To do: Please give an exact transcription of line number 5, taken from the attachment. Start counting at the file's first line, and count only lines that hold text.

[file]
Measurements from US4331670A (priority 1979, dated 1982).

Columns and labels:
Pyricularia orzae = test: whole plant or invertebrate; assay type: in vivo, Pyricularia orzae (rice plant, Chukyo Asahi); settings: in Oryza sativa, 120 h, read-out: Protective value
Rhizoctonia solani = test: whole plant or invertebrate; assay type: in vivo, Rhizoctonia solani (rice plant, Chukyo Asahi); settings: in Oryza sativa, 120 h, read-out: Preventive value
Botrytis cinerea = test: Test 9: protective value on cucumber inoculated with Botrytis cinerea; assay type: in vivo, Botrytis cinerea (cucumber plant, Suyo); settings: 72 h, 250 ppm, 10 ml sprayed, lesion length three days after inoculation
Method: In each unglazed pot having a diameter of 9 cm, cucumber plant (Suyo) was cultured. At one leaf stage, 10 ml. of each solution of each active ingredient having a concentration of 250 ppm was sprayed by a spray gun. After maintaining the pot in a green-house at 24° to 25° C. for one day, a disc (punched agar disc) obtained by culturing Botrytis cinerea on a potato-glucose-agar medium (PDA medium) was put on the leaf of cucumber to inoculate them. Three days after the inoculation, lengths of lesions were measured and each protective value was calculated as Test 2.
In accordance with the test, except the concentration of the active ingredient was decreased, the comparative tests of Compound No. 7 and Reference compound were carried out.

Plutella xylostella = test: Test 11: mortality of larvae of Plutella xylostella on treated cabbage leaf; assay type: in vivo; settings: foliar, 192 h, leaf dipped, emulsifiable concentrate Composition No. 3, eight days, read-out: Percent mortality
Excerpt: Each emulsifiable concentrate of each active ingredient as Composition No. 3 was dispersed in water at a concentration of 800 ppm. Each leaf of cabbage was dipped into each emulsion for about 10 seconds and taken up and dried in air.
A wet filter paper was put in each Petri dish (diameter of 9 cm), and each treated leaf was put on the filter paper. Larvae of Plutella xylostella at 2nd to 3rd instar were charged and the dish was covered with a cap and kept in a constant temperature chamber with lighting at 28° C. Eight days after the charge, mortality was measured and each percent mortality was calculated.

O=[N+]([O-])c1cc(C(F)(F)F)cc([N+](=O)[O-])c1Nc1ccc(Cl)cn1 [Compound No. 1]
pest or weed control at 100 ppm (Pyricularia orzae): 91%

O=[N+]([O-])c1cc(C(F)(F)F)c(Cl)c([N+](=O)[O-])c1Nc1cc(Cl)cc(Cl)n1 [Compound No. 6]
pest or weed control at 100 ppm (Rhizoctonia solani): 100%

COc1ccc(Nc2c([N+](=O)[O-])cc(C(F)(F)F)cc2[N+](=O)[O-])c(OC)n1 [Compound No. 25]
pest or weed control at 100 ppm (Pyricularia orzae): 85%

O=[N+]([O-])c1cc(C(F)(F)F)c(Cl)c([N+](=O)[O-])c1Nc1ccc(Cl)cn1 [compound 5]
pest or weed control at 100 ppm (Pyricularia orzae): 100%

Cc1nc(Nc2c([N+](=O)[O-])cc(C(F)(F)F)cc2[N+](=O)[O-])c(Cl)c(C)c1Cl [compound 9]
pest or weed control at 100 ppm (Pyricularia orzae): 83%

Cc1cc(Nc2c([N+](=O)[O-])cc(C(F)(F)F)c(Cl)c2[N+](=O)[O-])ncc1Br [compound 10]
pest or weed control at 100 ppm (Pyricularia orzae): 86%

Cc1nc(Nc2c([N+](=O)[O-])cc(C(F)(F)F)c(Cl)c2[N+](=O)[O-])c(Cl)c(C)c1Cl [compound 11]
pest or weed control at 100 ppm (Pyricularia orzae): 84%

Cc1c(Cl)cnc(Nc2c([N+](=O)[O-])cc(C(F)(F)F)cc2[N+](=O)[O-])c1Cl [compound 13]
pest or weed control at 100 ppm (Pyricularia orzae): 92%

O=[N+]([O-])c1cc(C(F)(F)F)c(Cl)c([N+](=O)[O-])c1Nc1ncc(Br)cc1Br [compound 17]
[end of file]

Botrytis cinerea = test: Test 9: protective value on cucumber inoculated with Botrytis cinerea; assay type: in vivo, Botrytis cinerea (cucumber plant, Suyo); settings: 72 h, 250 ppm, 10 ml sprayed, lesion length three days after inoculation